A residents’ audit conducted in 2007 revealed that by this point there were in excess of 3000 families living in IY. The parties to the original agreements, including the legal beneficiaries and the Hout Bay Ratepayer’s Association, were approached by the then Mayor of Cape Town, Helen Zille, to revisit the negotiated settlement and to increase the residential component of IY from 18ha to 21 ha. The plans presented to the broader community included an additional 1100 residential units to the original 445 family units initially proposed, schools, sports fields and other community facilities. A mixed-use component consisting of commercial facilities were included in the new plans and after intensive consultations with community groups and organisations, including COSATU, the SACP, ANC, SANCO, Sinethemba Civic and the Hout Bay Ratepayer’s Association, the new agreement was reached in 2009.

These negotiations took place under the auspices of the Institute for Justice and Reconciliation, (IJR), and the outcome consisted of ten principals, tabled and adopted in the City Council, and once again legally binding upon the incumbents. The principals included a resolution that due to geographical and other constrictions, no more land was suitable/available in Hout Bay for low cost housing for the residents of Imizamo Yetho, and that as a trade-off for the compromises that had been made by ratepayers and legal beneficiaries alike, the Mayor and her Executive promised to ensure that suitable land would be purchased outside of Hout Bay, in order to accommodate those families that could not be housed in Hout Bay.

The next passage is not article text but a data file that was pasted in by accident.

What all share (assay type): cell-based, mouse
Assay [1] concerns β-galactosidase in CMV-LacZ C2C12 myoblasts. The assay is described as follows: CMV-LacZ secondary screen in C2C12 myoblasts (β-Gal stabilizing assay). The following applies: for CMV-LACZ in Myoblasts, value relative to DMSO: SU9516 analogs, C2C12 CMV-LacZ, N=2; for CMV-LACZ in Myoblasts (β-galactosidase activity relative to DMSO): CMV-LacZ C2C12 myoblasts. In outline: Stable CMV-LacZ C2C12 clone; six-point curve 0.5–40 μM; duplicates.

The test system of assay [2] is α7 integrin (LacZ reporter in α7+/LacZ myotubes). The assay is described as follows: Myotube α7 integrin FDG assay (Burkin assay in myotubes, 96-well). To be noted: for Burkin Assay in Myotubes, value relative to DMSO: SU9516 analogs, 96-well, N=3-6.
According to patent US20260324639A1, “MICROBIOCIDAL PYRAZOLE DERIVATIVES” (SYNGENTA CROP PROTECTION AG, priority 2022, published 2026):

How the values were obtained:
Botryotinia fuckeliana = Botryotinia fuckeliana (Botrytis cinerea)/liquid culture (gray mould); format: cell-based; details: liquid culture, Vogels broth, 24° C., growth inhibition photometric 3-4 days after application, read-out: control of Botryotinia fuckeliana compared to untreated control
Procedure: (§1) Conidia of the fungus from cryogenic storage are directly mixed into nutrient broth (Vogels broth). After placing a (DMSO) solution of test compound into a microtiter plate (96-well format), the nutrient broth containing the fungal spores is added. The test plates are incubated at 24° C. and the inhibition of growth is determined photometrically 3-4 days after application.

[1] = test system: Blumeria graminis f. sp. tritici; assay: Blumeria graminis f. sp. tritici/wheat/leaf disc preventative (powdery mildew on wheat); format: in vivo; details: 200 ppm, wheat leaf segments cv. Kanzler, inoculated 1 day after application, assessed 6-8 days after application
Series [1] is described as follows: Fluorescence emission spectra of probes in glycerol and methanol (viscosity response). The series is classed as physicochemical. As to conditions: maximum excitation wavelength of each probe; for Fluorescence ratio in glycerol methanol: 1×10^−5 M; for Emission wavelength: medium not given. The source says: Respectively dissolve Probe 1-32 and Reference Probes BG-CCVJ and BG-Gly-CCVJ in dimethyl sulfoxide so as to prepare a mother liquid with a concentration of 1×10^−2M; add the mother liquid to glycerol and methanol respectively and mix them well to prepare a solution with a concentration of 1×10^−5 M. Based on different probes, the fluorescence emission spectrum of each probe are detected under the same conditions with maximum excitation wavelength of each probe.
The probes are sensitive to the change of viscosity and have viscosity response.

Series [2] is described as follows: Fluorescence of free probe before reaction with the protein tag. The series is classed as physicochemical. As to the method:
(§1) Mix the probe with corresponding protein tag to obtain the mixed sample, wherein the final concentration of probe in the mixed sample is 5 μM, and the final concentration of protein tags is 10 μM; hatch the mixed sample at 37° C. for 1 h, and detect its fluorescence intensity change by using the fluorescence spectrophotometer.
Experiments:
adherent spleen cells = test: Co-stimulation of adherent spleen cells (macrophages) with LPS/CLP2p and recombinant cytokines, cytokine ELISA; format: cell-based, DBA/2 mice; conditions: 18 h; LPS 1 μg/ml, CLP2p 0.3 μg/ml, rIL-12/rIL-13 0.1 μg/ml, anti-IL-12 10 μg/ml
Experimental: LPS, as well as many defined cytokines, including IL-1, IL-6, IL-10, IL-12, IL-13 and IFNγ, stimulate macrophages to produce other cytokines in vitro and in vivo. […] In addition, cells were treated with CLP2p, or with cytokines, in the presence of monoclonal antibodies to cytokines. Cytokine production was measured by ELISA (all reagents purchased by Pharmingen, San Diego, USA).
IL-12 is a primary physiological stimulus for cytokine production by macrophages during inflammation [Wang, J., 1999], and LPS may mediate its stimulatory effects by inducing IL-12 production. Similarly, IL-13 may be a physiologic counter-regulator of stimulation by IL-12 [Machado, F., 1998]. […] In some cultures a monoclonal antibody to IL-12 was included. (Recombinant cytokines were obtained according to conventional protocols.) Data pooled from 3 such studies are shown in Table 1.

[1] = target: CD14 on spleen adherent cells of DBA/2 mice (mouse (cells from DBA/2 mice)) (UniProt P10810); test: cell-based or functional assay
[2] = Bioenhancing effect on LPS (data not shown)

The broader community of Hout Bay once again indicated that they were willing to compromise and in good faith accepted the legally binding plans and promises presented to them. These were subsequently approved by Provincial Government, subject to the terms and conditions as set out in a comprehensively workshopped and approved Environmental Impact Assessment.

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The 2009 general election saw the Democratic Alliance taking Provincial Government power from the ANC, with former mayor Helen Zille becoming the incumbent Premier. New DA Mayor, Dan Plato, visited the Hout Bay Community and promised that the approved plans would go ahead and be implemented speedily. There was however an additional problem of a further 2000 families who by this time had settled on public open spaces, sidewalks, pavements, public roads, community halls, etc.  However, in view of the negotiated outcome of the IJR process, Plato was confident that land would soon be found elsewhere in Cape Town, and developed for the families that were not going to be able to be accommodated in Imizamo Yethu. He was positive that everyone would co-operate and that everything would fall into place.  

Not long after Mayor Plato’s “Road Show”, it was time for another election, this time the 2011 local government elections. The DA leaders, without giving a thought to the multiple and binding promises made to the Hout Bay community, decided that it was a good idea to partner with the Independent Democrats (holding only 6% of the voter’s support), and in favour of a deal struck with the ID it was decided that Mayor Plato should go.

Enter “Aunty” Patricia De Lille…

To be continued…